Frequently Asked Questions Regarding Human Subjects Research

  • Where do I submit my IRB application?
    Applications are submitted to the IRB through the web-based IRBNet tool that can be accessed at: https://www.irbnet.org.
  • Who is responsible for ethical conduct in research with human subjects?
    The primary responsibility for maintaining ethical standards and protecting human rights rests with individual researchers and research advisors. The Institutional Review Board (IRB) offers an added measure of assurance and serves as a local resource for the interpretation of ethical guidelines.
  • What is the responsibility of the Institutional Review Board?
    The IRB is a committee of researchers charged with the responsibility for reviewing all proposed research involving human subjects for adherence to ethical standards. IRB members work with individual researchers to ensure that federal and university policies are followed and that human rights are safeguarded.
  • What kinds of research are subject to review by the IRB?
    The federal regulations governing research using human subjects define research as "a systematic investigation, including research development, testing, and evaluation, designed to develop or contribute to generalizable knowledge." Research is subject to IRB review when an investigator, in the course of conducting research, obtains:
    • Data through intervention or interaction with a living individual, or
    • Identifiable private information about a living individual.

Examples of generalized knowledge include, but are not limited to (1) studies being conducted with the intent of publishing journal articles; (2) theses, dissertations, or other investigations that will be biographically available; (3) research that is presented at conferences or other professional venues; and (4) pilot studies that form the bases of subsequent research or are conducted in collaboration with investigators from other institutions.

Students who present research data as part of in-class presentations may need to obtain IRB approval if they are also intending to present their results at conferences or submit their papers for publication.

Research that analyzes archival records from individuals may also be subject to review by the IRB. Evaluations of workshops and programs are not considered "research" if results are not to be distributed outside the institutional setting.

  • Who is obligated to follow IRB procedures?
    All UNC faculty, staff, and students who conduct research with human subjects are obligated to follow UNC IRB policies and procedures.
  • What kinds of reviews are conducted?
    Protocol applications for IRB review fall into three categories.  Before completing an IRB protocol, investigators are advised to thoroughly study the IRB guidelines to determine the type of review their research will require - exempt, expedited, or full-board review.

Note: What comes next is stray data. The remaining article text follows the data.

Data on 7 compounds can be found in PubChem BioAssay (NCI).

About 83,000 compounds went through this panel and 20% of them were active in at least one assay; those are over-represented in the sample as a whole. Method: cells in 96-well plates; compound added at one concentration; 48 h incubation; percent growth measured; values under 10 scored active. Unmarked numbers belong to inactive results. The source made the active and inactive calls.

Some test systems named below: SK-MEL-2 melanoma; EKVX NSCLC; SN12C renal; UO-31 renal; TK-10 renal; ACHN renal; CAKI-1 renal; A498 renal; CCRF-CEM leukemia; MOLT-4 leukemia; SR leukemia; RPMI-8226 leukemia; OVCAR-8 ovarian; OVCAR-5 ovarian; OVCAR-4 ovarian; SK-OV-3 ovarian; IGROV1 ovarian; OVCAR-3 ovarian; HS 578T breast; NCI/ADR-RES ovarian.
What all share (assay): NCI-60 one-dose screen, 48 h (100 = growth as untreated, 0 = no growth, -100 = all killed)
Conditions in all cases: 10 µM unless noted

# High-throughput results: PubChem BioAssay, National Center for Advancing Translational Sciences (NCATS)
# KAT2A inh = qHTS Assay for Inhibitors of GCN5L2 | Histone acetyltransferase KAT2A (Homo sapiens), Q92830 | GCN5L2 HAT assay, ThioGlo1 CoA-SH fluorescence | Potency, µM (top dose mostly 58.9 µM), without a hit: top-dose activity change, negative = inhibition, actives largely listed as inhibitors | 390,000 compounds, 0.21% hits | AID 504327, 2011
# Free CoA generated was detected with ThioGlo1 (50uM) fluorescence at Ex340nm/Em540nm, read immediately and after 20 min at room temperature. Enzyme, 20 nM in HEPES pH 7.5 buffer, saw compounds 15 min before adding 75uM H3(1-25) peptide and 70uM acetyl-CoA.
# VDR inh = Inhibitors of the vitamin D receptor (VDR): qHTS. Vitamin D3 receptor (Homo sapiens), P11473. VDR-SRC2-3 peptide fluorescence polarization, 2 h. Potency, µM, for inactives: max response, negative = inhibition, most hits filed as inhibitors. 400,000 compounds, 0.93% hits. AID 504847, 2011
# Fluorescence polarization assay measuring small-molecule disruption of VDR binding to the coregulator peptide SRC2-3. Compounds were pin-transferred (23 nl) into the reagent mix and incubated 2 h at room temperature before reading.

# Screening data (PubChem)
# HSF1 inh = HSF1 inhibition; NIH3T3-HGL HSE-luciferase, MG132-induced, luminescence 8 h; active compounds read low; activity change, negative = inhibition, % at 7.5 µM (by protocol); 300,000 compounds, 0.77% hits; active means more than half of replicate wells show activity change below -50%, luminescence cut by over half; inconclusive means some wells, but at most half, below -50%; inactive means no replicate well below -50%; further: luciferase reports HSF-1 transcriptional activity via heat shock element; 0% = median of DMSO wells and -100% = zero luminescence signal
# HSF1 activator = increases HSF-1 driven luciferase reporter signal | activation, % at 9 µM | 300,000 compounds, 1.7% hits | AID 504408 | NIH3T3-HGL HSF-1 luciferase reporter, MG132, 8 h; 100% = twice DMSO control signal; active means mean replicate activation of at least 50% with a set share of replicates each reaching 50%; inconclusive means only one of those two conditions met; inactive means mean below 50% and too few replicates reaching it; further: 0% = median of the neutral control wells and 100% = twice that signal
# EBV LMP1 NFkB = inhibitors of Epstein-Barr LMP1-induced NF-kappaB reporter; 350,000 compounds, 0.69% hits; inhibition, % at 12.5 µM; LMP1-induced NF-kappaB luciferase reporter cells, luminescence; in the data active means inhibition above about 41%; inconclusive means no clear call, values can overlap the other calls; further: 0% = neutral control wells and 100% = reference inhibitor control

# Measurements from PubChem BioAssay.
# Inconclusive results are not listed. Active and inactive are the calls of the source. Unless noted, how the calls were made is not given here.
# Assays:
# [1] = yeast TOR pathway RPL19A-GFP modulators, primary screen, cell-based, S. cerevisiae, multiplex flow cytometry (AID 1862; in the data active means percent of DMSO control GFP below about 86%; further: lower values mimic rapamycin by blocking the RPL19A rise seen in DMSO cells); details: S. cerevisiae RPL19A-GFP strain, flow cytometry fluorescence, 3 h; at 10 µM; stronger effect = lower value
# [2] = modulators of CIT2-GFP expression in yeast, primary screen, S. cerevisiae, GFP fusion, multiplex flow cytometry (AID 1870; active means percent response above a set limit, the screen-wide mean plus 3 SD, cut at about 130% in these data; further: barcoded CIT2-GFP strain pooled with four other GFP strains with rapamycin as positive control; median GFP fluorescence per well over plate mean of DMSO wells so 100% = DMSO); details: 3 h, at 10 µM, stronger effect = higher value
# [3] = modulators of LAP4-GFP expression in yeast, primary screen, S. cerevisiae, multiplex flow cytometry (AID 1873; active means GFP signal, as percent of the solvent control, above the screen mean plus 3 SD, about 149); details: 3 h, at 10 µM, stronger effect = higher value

Each of these three categories of review has specific guidelines for submission, and receives different levels of scrutiny during review.

Please refer to the Procedures for Research Involving Human Participants for more information.

  • How do IRB members review proposed research?
    IRB members have been trained in ethical principles and in UNC procedures governing human subjects in research. They review applications to ensure that all information specified in the guidelines is included.  Paying close attention to principles of ethical conduct, IRB members examine applications to ensure that risk and harm are minimized; benefits to science, humanity, and research subjects are maximized; the autonomy and privacy rights of subjects are protected; and the costs and benefits of research are fairly distributed among persons and groups.  IRB members examine consent forms particularly closely to ensure that the necessary language and instructions are included and that subjects are fully informed of the risks as well as their rights.
  • Who is on the IRB?
    The IRB is comprised of UNC faculty members with diverse disciplinary and methodological expertise. In addition, the board includes a community member and a non-scientific member in accordance with federal regulations. The Office of Sponsored Programs provides administrative support. Current UNC IRB Membership
  • What if my research involves collaborators at other institutions who have received IRB approval from their institutions?
    UNC faculty members and students who are collaborating with individuals at another institution must attach a copy of the other institution's approved IRB protocol with their UNC protocol application.  The UNC IRB will usually confirm that adequate provisions have been taken to protect the rights of human participants through a review of the other institution's approved protocol, although occasionally the UNC IRB may find it necessary to ask for clarification.  In some cases, UNC or the other collaborating institution may function as the authorized agent for IRB review for both institutions. UNC IRB co-chairs and the IRB administrator at OSP can provide additional information.
  • What other kinds of permissions are needed?
    Written permission from appropriate authorities (individuals who are authorized to make commitments on behalf of another organization or institution) is required when researchers collect data in other institutions. Examples include schools, child care centers, hospitals, sports arenas, shopping malls, and other universities. This signed letter of permission must be submitted as part of the IRB protocol application.
  • What if my students need to conduct research as a class assignment?
    IRB procedures include provisions for instructors who require students to conduct research in class as part of an omnibus arrangement. Please refer to the description of Classroom Research and the Procedures for Research Involving Human Participants for detailed information.